At its simplest, cider is made by squashing the juice from apples, and leaving it to turn into Cider.  What apple juice wants to be more than anything else is cider.  Unfortunately, what cider wants to be more than anything else is vinegar.  Air turns cider to vinegar.

On a large commercial scale, cider is made generally by the following steps;

Mill Apples -> Press Apples -> Concentrate Juice -> Store -> Add water -> Add Glucose Syrup -> Add Sulphites -> Add Yeast -> Ferment -> Filter/Pasteurise -> Bottle

Several of these steps are necessary.  Some are desirable.  Some are not truly necessary.  Some are plain wrong.

The only steps that are necessary are

Mill Apples -> Press Apples -> Ferment -> Bottle

We believe that ‘Add Sulphites’ and ‘Add Yeast’ are desirable, as sulphites will remove any odd wild yeast that might produce ropiness/mousiness and a known commercial yeast will give a more controlled fermentation.

‘Filter/Pasteurise’ is desirable from a commercial viewpoint as it will make the cider stable.  These processes will stop the fermentation from restarting, and so give the cider a longer shelf life.  However they will also fundamentally change the nature of the cider.  Filtering will remove all residual yeast from the cider.  It will also remove some apple. Pasteurisation will kill the residual yeast.  We don’t filter either the apple juice or the cider.  We do gently pasteurise the cider so that we know that if you keep it for months, it will be as good as the day you bought it.  In fact, we recently did a comparison of the past three years’ Trendlewoods, and found 2019 to be quite drinkable.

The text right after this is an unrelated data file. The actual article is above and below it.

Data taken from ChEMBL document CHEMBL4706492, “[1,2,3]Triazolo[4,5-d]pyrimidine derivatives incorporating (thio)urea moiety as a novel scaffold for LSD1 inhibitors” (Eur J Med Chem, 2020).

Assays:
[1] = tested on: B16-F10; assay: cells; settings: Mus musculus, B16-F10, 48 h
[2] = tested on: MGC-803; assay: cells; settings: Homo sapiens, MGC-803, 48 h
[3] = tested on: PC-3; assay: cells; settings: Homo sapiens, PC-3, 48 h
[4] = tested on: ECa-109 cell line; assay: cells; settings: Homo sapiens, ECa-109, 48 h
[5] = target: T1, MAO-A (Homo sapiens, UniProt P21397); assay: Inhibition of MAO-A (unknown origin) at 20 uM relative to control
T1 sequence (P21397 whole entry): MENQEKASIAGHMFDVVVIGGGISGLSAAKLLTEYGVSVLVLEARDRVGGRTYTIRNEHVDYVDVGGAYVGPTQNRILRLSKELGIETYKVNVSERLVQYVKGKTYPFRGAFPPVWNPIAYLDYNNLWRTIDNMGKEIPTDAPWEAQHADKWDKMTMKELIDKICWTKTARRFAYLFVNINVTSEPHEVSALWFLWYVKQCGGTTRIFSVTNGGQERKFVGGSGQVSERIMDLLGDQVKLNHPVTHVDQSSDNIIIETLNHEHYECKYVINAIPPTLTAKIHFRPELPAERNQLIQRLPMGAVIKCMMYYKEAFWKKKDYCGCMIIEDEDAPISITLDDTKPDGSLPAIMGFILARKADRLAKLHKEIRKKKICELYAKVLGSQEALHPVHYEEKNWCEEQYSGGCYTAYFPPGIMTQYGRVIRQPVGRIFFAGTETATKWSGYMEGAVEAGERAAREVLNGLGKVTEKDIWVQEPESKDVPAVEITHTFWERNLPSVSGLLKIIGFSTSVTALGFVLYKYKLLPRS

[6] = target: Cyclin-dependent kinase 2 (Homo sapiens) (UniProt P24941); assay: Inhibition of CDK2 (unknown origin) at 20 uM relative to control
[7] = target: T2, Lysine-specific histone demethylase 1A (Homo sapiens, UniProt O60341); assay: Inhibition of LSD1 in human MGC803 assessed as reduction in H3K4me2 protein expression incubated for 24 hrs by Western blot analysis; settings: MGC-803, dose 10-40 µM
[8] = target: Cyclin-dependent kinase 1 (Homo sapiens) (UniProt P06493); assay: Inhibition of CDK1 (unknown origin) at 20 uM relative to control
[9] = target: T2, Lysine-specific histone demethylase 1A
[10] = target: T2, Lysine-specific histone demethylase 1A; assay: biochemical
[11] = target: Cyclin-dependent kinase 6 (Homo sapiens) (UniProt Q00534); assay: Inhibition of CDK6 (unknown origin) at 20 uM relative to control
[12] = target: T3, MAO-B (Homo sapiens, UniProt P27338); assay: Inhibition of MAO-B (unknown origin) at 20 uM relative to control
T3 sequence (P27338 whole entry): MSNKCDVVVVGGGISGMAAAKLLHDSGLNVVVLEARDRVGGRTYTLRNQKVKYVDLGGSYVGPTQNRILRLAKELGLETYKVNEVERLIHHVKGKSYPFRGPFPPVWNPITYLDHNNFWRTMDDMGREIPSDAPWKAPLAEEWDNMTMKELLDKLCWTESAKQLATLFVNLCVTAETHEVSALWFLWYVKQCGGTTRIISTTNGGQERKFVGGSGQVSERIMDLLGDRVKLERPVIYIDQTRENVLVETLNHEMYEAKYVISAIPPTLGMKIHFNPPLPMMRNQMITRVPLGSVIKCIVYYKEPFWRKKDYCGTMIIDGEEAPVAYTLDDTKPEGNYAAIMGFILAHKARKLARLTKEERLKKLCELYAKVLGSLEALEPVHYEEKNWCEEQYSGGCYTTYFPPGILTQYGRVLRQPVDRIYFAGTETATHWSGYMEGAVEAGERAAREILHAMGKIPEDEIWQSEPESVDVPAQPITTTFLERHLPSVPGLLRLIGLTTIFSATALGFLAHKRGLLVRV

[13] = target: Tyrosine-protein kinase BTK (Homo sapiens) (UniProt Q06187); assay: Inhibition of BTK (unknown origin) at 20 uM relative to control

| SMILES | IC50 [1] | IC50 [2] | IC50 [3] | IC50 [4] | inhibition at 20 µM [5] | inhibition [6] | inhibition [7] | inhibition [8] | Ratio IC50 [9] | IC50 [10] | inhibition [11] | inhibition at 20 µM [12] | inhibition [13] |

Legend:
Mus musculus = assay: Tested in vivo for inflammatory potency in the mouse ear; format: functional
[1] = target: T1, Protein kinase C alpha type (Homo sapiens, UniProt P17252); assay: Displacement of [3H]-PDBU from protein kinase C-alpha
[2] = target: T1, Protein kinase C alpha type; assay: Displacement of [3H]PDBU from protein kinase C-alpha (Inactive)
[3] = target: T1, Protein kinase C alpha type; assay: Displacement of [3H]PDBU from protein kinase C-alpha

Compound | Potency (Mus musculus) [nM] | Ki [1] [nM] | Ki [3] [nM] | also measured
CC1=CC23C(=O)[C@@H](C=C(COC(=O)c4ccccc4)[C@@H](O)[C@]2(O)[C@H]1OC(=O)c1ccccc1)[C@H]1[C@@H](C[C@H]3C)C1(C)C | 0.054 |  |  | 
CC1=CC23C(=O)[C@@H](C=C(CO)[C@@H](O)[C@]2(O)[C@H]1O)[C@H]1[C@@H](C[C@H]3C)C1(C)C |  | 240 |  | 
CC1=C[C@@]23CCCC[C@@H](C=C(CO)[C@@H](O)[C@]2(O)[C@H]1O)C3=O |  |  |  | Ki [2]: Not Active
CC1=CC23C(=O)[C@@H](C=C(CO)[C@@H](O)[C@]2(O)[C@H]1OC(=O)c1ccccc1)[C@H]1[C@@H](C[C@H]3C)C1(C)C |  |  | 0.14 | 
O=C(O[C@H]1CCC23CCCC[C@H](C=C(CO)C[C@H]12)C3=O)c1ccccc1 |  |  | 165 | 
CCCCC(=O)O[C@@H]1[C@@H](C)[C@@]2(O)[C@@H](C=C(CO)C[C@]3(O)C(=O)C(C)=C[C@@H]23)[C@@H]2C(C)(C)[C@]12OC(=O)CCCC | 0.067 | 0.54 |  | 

‘Add Glucose Syrup’ is not necessary because in most cases the pressed apple juice will have sufficient sugar to yield 6% – 8% ABV, leaving plenty of room for a sweeter cider, or a strong dry cider.  We try to control the sweetness by selectively blending different ciders.  We Dion’t make a sweet cider, we make a medium/dry cider.

‘Add Water’ is something that should be considered very carefully.  For the purposes of Tax and Labelling requirements, cider must contain at least 35% apple juice. HMRC Notice 162 states

A pre-fermentation juice requirement. At least 35% apple or pear juice must be included in any mixture from which fermentation takes place.

A final product juice requirement. A minimum of 35% apple or pear juice must be included overall in making the final product.

Which is an improvement over how it used to be, but it still means 65% of the cider you drink can be made up of sugar and water.  Cider labelling regulations do not require an ingredient list to be printed.  Nailsea Cider ‘Craft’ is full juice – no added water.

So, our production steps for our ‘Craft’ cider is

Mill Apples -> Press Apples -> Add Sulphites -> Add Yeast -> Ferment -> Bottle -> Pasteurise

All you have to do after this is Open and Enjoy.